DNA was extracted from frozen ethylenediaminetetraacetic acid whole blood collected shortly after the index venous thromboembolism event and used for polymerase chain reaction assays of the Factor V Leiden (QIAamp DNA Blood Mini QIAcube kit, Qiagen AG, Hombrechtikon, Switzerland) and prothrombin G20210A mutation (Roche Diagnostics AG, Rotkreuz, Switzerland) in a core laboratory. Patients and managing physicians were blinded to the test results.
The outcome was the recurrence of an objectively confirmed, symptomatic venous thromboembolism, defined as a fatal or new nonfatal pulmonary embolism or new proximal or distal deep vein thrombosis based on predefined imaging criteria or autopsy findings, as previously described.
Follow-up included semi-annual contacts, alternating between face-to-face evaluations (clinic visits or home visits in house-bound patients) and telephone calls, as well as periodic reviews of the patient’s hospital chart. During each visit/contact, study nurses interviewed patients to obtain information about the date and type of clinical events (recurrent venous thromboembolism, death). If a clinical event had occurred, this information was complemented by reviewing medical charts and interviewing patients’ primary care physicians and family members. We also collected international normalized ratio values throughout follow-up.
An independent committee of 3 clinical experts blinded to the testing results adjudicated the outcomes and classified the cause of all deaths as definitely due to pulmonary embolism, possibly due to pulmonary embolism (eg, sudden death without obvious cause), or due to another cause. Fatal pulmonary embolism was defined as death due to definite or possible pulmonary embolism. Death was judged to be pulmonary embolism-related if confirmed by autopsy, or if death followed a clinically severe pulmonary embolism, either initially or after an objectively confirmed recurrent event. Pulmonary embolism-unrelated deaths were the result of an obvious cause other than pulmonary embolism, such as an initially unknown cancer, bleeding, acute coronary syndrome, left ventricular failure, stroke, or other causes (eg, sepsis, suicide, or accident). Final classification was made on the basis of the full consensus of this committee.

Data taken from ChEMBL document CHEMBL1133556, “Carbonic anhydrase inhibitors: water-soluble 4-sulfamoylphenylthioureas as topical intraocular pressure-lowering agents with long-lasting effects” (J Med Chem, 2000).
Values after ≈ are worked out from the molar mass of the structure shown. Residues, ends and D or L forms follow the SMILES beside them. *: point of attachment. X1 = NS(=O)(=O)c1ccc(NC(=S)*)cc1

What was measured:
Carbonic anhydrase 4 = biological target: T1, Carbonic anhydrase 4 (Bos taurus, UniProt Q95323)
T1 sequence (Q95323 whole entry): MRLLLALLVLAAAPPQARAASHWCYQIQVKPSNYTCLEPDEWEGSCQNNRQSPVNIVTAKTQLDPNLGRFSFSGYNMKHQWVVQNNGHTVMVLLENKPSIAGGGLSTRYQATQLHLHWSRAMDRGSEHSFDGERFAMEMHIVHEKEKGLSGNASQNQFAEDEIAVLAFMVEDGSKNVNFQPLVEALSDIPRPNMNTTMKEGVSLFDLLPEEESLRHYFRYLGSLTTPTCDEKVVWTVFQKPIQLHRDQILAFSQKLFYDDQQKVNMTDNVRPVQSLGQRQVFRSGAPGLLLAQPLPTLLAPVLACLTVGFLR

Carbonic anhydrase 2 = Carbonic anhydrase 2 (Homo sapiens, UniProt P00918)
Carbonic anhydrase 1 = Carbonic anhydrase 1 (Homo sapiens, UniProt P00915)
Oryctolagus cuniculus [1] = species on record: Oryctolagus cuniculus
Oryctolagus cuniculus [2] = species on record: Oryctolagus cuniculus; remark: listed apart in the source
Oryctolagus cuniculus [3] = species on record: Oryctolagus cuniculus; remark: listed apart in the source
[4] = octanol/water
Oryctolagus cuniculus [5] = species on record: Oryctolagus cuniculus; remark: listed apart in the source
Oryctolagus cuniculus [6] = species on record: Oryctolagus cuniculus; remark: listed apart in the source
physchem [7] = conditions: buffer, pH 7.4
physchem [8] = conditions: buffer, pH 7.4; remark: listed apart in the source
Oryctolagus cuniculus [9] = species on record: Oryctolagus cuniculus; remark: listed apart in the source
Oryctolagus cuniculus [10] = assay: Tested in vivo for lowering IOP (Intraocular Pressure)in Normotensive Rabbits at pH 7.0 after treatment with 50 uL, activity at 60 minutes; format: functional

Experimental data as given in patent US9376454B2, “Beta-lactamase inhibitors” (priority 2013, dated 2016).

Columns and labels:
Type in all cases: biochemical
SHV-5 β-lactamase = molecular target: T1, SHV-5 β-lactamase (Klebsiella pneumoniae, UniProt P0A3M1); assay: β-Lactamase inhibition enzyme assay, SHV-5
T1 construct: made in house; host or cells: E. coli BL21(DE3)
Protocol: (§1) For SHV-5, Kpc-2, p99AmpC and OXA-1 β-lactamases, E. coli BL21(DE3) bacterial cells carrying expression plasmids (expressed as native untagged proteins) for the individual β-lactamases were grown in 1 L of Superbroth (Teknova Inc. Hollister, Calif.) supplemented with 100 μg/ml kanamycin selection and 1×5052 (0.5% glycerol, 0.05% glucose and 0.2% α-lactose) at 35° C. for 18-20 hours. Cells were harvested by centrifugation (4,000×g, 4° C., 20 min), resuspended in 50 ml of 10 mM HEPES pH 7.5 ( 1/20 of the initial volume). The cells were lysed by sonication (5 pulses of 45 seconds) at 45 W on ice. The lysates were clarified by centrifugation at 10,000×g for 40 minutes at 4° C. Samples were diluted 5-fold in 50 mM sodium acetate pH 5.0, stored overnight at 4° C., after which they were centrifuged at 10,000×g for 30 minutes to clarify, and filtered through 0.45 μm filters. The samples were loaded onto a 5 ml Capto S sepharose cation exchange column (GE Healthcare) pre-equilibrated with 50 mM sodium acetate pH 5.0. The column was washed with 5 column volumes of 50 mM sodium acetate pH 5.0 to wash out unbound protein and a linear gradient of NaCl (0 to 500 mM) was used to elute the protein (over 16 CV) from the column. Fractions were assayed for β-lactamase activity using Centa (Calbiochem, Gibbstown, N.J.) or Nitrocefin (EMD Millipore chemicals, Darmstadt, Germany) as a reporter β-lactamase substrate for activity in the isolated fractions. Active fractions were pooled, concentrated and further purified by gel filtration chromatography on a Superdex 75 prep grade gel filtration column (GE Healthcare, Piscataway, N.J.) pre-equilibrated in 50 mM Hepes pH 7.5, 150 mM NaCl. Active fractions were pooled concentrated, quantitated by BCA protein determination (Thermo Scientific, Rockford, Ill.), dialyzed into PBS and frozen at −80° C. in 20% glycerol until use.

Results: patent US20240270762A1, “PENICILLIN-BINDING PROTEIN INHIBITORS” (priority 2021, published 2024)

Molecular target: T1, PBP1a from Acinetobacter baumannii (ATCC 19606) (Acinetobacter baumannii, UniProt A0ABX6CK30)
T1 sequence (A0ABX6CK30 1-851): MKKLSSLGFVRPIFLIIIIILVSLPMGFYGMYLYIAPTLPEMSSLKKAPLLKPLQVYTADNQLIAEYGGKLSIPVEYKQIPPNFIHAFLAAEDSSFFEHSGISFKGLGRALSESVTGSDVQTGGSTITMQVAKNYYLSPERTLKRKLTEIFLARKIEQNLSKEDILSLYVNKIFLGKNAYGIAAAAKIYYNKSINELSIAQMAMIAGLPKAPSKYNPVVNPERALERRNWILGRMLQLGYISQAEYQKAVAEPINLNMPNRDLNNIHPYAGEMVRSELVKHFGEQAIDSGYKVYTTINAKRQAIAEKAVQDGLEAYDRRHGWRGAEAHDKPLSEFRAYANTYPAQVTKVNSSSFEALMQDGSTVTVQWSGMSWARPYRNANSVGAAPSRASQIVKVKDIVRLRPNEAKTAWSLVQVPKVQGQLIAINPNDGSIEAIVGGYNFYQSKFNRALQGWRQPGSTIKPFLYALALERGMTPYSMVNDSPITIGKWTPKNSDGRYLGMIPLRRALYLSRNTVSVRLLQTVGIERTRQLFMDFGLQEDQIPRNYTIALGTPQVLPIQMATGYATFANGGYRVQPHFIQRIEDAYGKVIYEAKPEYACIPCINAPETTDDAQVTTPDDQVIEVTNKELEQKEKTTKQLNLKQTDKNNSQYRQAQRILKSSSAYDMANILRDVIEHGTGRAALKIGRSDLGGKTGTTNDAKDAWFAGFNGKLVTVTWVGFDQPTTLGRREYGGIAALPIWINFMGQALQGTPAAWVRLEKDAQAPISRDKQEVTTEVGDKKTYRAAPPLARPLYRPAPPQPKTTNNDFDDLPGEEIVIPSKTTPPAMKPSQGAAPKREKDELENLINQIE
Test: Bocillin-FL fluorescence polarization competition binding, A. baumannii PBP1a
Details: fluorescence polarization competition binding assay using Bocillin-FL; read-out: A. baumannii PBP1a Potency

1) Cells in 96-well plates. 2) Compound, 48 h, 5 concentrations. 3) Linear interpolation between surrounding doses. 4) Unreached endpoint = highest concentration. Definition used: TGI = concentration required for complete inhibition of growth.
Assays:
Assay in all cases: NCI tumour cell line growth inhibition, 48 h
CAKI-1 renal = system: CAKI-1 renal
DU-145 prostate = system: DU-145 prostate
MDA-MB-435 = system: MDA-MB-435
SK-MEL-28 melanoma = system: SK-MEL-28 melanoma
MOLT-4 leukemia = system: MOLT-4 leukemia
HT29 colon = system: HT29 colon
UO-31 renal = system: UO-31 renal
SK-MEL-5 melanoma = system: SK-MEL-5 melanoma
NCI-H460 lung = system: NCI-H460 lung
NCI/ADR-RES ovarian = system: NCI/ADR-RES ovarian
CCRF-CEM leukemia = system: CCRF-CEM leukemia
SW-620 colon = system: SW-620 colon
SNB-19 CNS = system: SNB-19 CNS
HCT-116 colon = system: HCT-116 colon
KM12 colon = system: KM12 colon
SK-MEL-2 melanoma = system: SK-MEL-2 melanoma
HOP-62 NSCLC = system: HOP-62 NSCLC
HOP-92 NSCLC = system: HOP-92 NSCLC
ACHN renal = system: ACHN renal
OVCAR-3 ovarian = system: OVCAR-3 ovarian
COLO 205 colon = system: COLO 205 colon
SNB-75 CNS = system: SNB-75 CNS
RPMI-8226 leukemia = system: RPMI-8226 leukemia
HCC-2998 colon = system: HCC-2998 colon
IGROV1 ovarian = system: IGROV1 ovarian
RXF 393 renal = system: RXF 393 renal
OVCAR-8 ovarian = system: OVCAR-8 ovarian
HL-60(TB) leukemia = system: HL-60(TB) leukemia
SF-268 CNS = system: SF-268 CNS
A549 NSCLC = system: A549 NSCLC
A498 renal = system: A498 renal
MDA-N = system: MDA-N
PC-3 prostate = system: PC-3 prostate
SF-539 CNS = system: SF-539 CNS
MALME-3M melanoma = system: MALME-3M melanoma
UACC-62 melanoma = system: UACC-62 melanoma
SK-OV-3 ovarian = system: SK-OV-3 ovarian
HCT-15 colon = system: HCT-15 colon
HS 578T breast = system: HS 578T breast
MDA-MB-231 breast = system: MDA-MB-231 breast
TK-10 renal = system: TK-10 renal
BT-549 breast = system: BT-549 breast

We calculated the incidence rates of a first recurrent venous thromboembolism in patients with a Factor V Leiden mutation, a prothrombin G20210A mutation, and those without mutations. We compared cumulative incidences of recurrent venous thromboembolism in patients with thrombophilic mutations to those without mutations using Kaplan-Meier curves and the log-rank test. In patients receiving vitamin K antagonists, we also compared the quality of anticoagulation, expressed as the percentage of time within the therapeutic international normalized ratio range (2.0-3.0), between patients with and without mutations.
accounting for non-pulmonary-embolism-related death as a competing event. The strength of the association is reflected by the sub-hazard ratio, which is the ratio of hazards associated with the cumulative incidence function in the presence of a competing risk. We adjusted the model for age, sex, and periods of anticoagulation as a time-varying covariate. In our primary analysis, we included the entire follow-up period, regardless of whether patients were under anticoagulants or not. In a sensitivity analysis, we considered only the observation period after completion of the initial anticoagulant treatment. All analyses were done using Stata 14 (Stata Corporation, College Station, Texas).
Overall, 1003 patients were enrolled in our cohort. We excluded 215 patients with provoked venous thromboembolism, 204 with a history of prior venous thromboembolism, 181 with cancer-related venous thromboembolism, and 8 denying use of their data, leaving 395 patients with a first unprovoked venous thromboembolism. After the exclusion of another 41 patients (40 without genotyping and 1 with early consent withdrawal), our final study sample comprised 354 elderly patients with a first acute unprovoked symptomatic venous thromboembolism. Overall, there was no statistically significant difference in age and sex between analyzed and excluded patients with a first unprovoked venous thromboembolism (data not shown).
Analyzed patients had a median age of 75 years, 46% were women, 257 (73%) had pulmonary embolism ± deep vein thrombosis, 79 (22%) proximal ± distal deep vein thrombosis, and 18 (5%) isolated distal deep vein thrombosis as the initial venous thromboembolism event. Overall, 32 patients (9.0%) had a Factor V Leiden (31 heterozygous, 1 homozygous), 13 (3.7%) a prothrombin G20210A (all heterozygous), and 1 (0.3%) had both mutations (both heterozygous). Patients with a prothrombin G20210A mutation were older than patients with a Factor V Leiden or no mutation, but otherwise, groups did not differ in terms of patient baseline characteristics (Table 1).
The median follow-up period was 30 months (interquartile range 24-41 months). Overall, 29 patients (91%) with a Factor V Leiden mutation, 12 (100%) with a prothrombin G20210A mutation, and 273 patients (88%) without mutations received anticoagulants for >3 months (P = .41). The median duration of initial anticoagulation was 7.1 months in patients with a Factor V Leiden, 20.2 months in patients with a prothrombin G20210A, and 8.2 months in patients without a mutation, but the differences did not reach statistical significance (P = .07). In the 342 of 354 patients who received vitamin K antagonists, the percentage of time within the therapeutic international normalized ratio range (2.0-3.0) did not differ in patients with a Factor V Leiden (59%), prothrombin G20210A (67%), and no mutation (67%) (P = .23).